Your introduction can be simple or complex, seductive or workmanlike, elaborate or austere. On a basic level, it doesn’t really matter, as long as you get your main idea across.
However, if you want to wow your readers, go big.
The style I mentioned in my last post is pretty flexible. When I write essays, I like to start not with just a bare statement that “some people think” an idea that I disagree with. Instead, I mention a famous person or concept that disagrees with me. For example, I might write something like this:
“Many people agree with Thomas Jefferson, who once said, ‘Honesty is the first chapter of the book of wisdom.’ However, honesty is not that last chapter of that book. Though in an ideal world dishonesty would be unnecessary, the world in which we live often requires deception to live a moral life, in situations both mundane and extreme.”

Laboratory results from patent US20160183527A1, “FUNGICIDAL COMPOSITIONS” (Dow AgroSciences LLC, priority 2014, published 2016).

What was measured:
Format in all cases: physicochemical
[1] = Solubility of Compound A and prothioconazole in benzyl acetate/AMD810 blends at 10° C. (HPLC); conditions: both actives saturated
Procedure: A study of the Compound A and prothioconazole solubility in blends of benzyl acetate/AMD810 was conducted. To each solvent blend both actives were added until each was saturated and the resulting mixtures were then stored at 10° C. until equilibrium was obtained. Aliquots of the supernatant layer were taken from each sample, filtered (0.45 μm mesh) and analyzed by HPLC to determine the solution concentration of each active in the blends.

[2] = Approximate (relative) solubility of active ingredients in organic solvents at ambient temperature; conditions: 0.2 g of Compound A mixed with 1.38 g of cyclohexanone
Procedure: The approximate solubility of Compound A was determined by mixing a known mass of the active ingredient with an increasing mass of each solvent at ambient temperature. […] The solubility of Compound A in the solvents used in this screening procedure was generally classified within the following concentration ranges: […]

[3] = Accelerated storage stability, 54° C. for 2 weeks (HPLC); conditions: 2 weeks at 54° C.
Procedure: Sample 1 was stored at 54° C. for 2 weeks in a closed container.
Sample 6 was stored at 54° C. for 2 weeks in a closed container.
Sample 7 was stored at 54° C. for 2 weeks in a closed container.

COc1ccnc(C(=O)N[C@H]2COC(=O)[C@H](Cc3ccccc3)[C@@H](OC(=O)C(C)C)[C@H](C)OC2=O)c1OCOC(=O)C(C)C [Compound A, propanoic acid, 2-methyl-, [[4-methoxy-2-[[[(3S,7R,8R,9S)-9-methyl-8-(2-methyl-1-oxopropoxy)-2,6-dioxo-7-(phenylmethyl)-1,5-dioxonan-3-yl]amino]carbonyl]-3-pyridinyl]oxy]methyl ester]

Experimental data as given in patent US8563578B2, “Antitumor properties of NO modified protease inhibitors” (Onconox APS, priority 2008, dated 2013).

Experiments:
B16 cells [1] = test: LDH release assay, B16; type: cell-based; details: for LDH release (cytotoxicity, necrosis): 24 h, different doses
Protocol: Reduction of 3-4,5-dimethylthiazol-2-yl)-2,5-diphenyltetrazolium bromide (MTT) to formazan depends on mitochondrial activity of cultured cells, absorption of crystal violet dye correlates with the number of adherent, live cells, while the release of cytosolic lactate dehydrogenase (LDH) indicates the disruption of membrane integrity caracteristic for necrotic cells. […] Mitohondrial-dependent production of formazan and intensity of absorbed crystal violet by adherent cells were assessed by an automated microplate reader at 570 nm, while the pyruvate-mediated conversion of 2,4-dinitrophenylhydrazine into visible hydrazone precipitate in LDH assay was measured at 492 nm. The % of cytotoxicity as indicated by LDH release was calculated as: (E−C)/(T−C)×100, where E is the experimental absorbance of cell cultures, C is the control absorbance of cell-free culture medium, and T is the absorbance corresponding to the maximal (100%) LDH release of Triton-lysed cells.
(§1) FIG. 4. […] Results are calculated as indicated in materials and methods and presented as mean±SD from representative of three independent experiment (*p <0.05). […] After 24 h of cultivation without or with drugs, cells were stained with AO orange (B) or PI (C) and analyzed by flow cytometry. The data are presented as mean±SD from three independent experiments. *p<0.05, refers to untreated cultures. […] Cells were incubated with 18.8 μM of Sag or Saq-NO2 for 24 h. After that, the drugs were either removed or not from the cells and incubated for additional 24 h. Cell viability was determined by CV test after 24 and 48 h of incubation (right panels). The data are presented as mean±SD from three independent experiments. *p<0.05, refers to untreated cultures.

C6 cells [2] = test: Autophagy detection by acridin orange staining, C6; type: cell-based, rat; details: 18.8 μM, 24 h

See how this quickly written intro conforms to the basic template in my previous post, yet adds bells and whistles (a quotation, a qualifying clause in the thesis) that increase its sophistication without distorting the format?
Try it out yourself. Next, we’ll move on to the body paragraphs, another place where tyros often go off track.